Scott Rolen, Yadier Molina, and Jonny Gomes in the great brawl of August 2010. (Source: TPI News)

I am glad to have missed that series. I know that some people think it is fun to have a rivalry, that it “keeps things interesting,” but I personally can do without this brand of interest. I dread playing the Reds because it makes baseball into something harsh and full of hatred. This isn’t a rivalry to me–it’s a bratty, childish team that has been bad for so long that they don’t know to be good with class, and to get the attention that they so desperately crave and think that they deserve, they are mouthing off and succeeding in riling us up. I hate being riled up by the grammatically abhorrent tweets of Brandon Phillips and the cheap, classless ramblings of an announcer who named his son “Thom.”  The facts that stand are that the Reds started this “rivalry” with unprovoked name-calling, escalated it with some cowardly, cleated kicks, and are keeping it alive with hypocritical remarks (Really? We’re whiny and we make excuses, MLB team that cannot get on the Internet to read a weather report?) and extremely low shots, like the Cincinnati roofing company who ran a special to mock the serious disease LaRussa’s been suffering from. It’s something new every week, it seems–new lows, new proof that the Reds are the trashiest team in baseball. I’m tired of reading their comments and learning of the fresh ways they have chosen to prove that they don’t have an ounce of class. If they want to have a rivalry, I suggest they try winning a playoff game first.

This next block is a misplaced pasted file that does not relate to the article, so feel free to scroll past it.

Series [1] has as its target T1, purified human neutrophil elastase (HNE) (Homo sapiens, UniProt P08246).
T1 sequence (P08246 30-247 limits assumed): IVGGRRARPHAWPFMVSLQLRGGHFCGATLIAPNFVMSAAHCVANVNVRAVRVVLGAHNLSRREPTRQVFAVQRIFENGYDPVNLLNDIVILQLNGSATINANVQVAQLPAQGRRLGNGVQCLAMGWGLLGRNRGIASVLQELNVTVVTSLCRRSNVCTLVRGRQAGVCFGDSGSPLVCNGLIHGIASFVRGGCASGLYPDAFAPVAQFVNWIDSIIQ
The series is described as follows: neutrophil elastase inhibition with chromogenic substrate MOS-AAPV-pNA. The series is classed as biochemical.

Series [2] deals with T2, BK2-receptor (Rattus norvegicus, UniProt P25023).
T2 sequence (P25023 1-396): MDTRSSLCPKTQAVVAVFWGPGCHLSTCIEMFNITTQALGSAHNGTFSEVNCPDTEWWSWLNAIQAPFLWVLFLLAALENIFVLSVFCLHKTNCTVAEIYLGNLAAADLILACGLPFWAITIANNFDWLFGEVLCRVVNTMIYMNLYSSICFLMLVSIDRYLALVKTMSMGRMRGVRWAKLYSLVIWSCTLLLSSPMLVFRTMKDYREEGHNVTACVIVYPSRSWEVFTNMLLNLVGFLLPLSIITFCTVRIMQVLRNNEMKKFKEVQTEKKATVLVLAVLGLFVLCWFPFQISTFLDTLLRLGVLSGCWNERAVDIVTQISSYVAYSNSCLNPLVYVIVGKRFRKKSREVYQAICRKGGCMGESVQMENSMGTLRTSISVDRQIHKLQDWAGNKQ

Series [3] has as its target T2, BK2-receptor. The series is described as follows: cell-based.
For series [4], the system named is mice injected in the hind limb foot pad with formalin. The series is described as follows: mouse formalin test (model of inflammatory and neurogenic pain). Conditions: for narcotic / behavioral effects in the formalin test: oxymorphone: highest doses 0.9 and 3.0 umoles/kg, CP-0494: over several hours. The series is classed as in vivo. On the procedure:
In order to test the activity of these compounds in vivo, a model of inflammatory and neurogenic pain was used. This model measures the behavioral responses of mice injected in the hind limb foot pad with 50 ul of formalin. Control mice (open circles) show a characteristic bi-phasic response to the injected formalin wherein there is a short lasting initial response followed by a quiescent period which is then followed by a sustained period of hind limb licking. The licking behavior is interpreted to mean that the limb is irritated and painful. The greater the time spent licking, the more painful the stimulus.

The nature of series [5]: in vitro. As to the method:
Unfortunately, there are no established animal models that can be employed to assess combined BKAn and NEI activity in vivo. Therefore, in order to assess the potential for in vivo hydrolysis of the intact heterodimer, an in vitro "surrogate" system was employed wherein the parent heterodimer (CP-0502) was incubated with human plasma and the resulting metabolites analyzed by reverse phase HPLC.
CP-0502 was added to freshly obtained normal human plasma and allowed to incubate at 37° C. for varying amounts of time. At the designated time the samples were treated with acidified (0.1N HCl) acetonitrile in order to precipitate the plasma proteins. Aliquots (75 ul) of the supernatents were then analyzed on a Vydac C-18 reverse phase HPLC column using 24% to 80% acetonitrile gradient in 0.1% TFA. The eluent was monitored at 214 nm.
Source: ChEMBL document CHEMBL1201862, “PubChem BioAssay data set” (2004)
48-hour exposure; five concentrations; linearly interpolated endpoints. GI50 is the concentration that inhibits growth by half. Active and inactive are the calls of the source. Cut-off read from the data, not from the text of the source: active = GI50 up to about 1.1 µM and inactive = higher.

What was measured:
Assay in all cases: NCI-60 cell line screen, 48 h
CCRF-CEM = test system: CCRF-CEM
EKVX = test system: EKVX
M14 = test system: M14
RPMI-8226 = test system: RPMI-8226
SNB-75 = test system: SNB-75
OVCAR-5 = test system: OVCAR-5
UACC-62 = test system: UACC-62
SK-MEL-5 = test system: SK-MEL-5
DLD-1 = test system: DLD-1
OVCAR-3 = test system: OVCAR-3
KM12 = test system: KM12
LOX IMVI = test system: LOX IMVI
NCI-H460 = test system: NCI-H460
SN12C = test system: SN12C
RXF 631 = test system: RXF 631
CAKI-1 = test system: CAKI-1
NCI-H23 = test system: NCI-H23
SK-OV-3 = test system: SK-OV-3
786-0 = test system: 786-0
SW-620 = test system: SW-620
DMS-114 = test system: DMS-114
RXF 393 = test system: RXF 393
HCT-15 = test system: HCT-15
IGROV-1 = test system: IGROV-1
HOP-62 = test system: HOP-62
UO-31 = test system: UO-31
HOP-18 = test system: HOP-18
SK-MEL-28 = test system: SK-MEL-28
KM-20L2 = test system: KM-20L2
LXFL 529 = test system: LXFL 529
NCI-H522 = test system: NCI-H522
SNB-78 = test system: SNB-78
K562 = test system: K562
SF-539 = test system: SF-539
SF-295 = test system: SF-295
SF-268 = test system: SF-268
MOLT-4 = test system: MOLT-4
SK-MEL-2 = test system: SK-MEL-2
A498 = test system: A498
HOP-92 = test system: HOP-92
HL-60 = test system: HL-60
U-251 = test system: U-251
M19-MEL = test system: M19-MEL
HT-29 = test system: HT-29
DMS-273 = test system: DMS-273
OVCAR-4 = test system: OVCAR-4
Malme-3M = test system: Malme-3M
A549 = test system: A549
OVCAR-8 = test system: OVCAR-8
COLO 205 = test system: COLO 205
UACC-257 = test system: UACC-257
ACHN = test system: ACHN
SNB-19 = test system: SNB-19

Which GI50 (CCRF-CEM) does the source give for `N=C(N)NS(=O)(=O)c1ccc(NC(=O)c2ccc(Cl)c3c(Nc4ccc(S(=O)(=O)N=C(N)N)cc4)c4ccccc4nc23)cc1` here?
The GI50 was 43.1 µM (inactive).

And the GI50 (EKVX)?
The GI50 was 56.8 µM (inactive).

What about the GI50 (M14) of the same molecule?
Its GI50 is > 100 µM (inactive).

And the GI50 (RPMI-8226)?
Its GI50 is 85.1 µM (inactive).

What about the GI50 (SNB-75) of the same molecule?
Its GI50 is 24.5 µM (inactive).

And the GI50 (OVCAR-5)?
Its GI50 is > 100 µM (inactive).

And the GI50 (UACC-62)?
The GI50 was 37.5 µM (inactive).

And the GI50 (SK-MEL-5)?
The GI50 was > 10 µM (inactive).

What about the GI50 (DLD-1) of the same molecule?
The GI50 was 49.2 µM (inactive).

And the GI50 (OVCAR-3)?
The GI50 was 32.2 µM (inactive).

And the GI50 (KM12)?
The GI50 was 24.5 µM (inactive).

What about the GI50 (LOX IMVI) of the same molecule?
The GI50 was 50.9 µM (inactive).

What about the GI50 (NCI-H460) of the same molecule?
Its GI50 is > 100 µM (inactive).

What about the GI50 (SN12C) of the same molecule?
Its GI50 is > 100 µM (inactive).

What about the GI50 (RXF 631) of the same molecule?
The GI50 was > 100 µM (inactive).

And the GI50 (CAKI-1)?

Phew. Sorry. I had to get that off my chest. Let’s move to the bright side of it; the mini-sweep that should count as a big sweep because it came against arguably the best team in the majors right now–the Philadelphia Phillies.  We faced Cliff Lee and Roy Oswalt, and though we didn’t exactly show them huge offensive production, we managed to hold it together each night for the win. Fernando Salas (love love LOVE) notched the first 1-2-3 inning by a Cardinals reliever for a save in 2011–a stat that is both great and sad, since it happened on May 16. Jaime Garcia continues to shine, despite the fact that Tyler Greene (likely) robbed him of his sixth win. Lance Berkman capped off an enjoyable two-game series with a walk-off, and I will go ahead and presumptuously speak for all of Cardinals nation: Our spirits are lifted and we are ready to face the Astros and the Royals and hopefully regain our rightful spot atop the division. With class.